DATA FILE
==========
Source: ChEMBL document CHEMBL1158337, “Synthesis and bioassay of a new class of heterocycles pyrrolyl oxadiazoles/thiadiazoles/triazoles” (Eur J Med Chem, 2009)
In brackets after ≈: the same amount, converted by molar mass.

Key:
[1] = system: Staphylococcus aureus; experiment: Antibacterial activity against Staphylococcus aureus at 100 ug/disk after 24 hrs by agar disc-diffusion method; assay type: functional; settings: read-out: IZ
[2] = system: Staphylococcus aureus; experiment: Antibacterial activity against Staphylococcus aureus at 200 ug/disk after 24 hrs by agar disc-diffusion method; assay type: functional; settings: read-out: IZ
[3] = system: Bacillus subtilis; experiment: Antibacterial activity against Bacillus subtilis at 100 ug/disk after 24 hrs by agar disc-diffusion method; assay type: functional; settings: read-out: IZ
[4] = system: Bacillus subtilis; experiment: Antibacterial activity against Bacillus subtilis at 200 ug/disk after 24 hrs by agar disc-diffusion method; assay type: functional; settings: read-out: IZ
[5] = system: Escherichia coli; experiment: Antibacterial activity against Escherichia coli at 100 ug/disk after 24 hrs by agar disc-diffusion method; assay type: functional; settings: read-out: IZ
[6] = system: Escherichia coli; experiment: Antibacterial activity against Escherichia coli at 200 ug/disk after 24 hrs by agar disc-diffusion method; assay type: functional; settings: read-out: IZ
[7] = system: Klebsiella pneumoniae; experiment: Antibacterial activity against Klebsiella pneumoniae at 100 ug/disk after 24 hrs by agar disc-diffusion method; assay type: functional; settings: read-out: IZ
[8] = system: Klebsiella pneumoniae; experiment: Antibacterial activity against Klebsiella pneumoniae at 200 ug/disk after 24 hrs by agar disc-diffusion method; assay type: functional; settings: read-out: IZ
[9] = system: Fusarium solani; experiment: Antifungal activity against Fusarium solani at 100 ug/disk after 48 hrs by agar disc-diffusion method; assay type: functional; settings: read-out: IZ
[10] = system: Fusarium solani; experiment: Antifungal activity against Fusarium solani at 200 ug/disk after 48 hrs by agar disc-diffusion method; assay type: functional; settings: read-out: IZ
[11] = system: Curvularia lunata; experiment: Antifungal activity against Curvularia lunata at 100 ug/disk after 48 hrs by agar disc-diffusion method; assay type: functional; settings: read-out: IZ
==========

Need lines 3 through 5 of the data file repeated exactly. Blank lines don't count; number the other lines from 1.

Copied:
Key:
[1] = system: Staphylococcus aureus; experiment: Antibacterial activity against Staphylococcus aureus at 100 ug/disk after 24 hrs by agar disc-diffusion method; assay type: functional; settings: read-out: IZ
[2] = system: Staphylococcus aureus; experiment: Antibacterial activity against Staphylococcus aureus at 200 ug/disk after 24 hrs by agar disc-diffusion method; assay type: functional; settings: read-out: IZ